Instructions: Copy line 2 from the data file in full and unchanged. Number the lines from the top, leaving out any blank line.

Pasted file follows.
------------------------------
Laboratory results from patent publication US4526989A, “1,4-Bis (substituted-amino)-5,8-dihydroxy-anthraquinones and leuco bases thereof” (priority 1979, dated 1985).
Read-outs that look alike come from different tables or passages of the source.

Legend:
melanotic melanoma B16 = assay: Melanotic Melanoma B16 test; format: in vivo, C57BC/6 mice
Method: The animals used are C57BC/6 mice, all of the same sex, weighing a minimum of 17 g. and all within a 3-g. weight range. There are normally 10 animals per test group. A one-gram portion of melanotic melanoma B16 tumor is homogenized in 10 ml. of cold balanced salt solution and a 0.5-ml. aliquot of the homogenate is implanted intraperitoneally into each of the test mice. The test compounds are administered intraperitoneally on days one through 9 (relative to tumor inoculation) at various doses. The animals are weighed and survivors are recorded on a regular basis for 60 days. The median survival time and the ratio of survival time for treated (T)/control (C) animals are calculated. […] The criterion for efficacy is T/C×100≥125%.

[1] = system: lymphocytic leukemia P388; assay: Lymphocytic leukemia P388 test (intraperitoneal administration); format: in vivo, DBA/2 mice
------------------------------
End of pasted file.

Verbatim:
Read-outs that look alike come from different tables or passages of the source.